An expert team of international scholars provide fifty-one essays as entry points into the sociological study and understanding of religion and in-depth surveys into its changing forms and content in the contemporary world. Issues discussed range from ecology to law, art to cognitive science, crime to health care.
The Oxford Handbook of the Study of Religion provides a comprehensive overview of the academic study of religion. Written by an international team of leading scholars, its fifty-one chapters are divided thematically into seven sections. The first section addresses five major conceptual aspects of research on religion. Part two surveys eleven main frameworks of analysis, interpretation, and explanation of religion. Reflecting recent turns in the humanities and social sciences, part three considers eight forms of the expression of religion. Part four provides a discussion of the ways societies and religions, or religious organizations, are shaped by different forms of allocation of resources. Other chapters in this section consider law, the media, nature, medicine, politics, science, sports, and tourism. Part five reviews important developments, distinctions, and arguments for each of the selected topics. The study of religion addresses religion as a historical phenomenon and part six looks at seven historical processes. Religion is studied in various ways by many disciplines, and this Handbook shows that the study of religion is an academic discipline in its own right. The disciplinary profile of this volume is reflected in part seven, which considers the history of the discipline and its relevance. Each chapter in the Handbook references at least two different religions to provide fresh and innovative perspectives on key issues in the field. This authoritative collection will advance the state of the discipline and is an invaluable reference for students and scholars.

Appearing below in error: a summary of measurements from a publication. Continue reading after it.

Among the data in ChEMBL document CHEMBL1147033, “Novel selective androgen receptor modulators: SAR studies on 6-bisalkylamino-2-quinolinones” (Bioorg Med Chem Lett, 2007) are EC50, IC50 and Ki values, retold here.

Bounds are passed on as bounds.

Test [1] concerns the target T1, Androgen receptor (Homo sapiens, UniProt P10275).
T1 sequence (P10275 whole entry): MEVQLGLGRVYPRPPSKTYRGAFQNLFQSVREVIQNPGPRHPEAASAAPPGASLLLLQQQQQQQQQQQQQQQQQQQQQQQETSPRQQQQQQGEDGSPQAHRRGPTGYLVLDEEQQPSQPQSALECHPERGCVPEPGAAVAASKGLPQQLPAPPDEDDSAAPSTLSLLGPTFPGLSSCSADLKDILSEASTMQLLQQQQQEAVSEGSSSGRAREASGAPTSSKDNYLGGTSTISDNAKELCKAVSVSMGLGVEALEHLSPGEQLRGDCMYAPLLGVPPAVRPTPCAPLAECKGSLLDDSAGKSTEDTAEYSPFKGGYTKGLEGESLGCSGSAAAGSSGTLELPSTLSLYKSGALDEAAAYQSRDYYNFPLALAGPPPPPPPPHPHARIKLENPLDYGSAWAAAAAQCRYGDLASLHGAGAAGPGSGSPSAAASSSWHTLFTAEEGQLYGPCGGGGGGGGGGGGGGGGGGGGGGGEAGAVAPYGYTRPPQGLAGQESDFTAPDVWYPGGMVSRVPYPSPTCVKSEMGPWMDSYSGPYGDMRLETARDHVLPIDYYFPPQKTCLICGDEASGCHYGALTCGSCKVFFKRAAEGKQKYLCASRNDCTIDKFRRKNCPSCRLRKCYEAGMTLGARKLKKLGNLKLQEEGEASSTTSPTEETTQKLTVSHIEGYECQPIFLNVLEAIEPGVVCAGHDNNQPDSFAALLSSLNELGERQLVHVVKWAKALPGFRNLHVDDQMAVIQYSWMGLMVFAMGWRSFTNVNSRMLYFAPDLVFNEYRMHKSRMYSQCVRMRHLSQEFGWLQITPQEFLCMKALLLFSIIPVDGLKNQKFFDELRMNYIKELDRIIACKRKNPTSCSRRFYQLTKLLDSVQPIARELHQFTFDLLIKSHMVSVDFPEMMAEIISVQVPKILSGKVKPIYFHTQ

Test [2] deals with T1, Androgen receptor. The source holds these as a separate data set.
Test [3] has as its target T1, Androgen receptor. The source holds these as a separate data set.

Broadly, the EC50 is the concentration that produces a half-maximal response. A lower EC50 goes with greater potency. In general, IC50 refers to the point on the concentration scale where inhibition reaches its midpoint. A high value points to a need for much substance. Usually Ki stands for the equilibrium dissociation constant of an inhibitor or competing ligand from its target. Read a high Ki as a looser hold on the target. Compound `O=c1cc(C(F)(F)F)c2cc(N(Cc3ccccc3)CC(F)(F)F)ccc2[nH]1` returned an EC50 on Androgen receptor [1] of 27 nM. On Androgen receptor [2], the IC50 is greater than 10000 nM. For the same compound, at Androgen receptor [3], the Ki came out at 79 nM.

Japanese philosophy is now a flourishing field with thriving societies, journals, and conferences dedicated to it around the world, made possible by an ever-increasing library of translations, books, and articles. The Oxford Handbook of Japanese Philosophy is a foundation-laying reference work that covers, in detail and depth, the entire span of this philosophical tradition, from ancient times to the present. It introduces and examines the most important topics, figures, schools, and texts from the history of philosophical thinking in premodern and modern Japan. Each chapter, written by a leading scholar in the field, clearly elucidates and critically engages with its topic in a manner that demonstrates its contemporary philosophical relevance. The Handbook opens with an extensive introductory chapter that addresses the multifaceted question, "What is Japanese Philosophy?" The first fourteen chapters cover the premodern history of Japanese philosophy, with sections dedicated to Shinto and the Synthetic Nature of Japanese Philosophical Thought, Philosophies of Japanese Buddhism, and Philosophies of Japanese Confucianism and Bushido. Next, seventeen chapters are devoted to Modern Japanese Philosophies. After a chapter on the initial encounter with and appropriation of Western philosophy in the late nineteenth-century, this large section is divided into one subsection on the most well-known group of twentieth-century Japanese philosophers, The Kyoto School, and a second subsection on the no less significant array of Other Modern Japanese Philosophies. Rounding out the volume is a section on Pervasive Topics in Japanese Philosophical Thought, which covers areas such as philosophy of language, philosophy of nature, ethics, and aesthetics, spanning a range of schools and time periods. This volume will be an invaluable resource specifically to students and scholars of Japanese philosophy, as well as more generally to those interested in Asian and comparative philosophy and East Asian studies.